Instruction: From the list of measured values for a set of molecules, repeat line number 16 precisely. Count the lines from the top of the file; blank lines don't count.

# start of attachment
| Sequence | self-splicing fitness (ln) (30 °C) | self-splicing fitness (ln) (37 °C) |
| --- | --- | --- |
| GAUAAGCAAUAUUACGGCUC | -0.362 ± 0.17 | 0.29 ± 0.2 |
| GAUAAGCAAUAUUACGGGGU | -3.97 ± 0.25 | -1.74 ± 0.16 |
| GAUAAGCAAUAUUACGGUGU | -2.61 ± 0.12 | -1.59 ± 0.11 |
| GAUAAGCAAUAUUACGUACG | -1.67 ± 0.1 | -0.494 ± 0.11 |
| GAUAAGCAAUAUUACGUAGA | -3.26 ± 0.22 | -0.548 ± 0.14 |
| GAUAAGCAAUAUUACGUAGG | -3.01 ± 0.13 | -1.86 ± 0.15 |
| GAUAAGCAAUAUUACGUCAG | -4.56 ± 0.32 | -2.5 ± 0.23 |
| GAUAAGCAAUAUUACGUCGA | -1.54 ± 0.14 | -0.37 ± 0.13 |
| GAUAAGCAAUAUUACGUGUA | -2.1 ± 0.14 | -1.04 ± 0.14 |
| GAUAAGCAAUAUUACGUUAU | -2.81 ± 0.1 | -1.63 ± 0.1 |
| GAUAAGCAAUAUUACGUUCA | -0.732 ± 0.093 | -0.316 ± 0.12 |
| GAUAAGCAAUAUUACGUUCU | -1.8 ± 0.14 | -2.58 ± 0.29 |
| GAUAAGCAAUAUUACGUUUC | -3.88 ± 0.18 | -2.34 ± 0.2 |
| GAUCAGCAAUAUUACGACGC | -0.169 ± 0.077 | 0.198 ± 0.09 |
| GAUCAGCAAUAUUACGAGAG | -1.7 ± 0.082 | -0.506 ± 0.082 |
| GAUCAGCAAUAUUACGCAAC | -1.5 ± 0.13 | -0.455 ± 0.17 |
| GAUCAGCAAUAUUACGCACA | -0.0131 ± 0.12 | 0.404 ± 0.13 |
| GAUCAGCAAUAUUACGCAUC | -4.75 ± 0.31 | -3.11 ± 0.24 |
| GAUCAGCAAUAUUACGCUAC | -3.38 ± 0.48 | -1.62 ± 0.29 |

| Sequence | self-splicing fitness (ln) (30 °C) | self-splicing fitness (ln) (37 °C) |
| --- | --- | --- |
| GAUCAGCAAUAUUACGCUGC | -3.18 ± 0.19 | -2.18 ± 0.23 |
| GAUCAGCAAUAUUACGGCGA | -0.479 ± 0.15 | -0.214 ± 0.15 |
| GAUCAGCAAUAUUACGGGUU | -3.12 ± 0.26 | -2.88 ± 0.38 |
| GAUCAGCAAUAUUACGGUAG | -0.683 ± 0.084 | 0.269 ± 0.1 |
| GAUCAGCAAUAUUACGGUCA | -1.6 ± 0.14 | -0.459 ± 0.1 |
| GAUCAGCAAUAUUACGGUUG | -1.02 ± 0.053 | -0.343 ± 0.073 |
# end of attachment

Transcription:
| GAUCAGCAAUAUUACGACGC | -0.169 ± 0.077 | 0.198 ± 0.09 |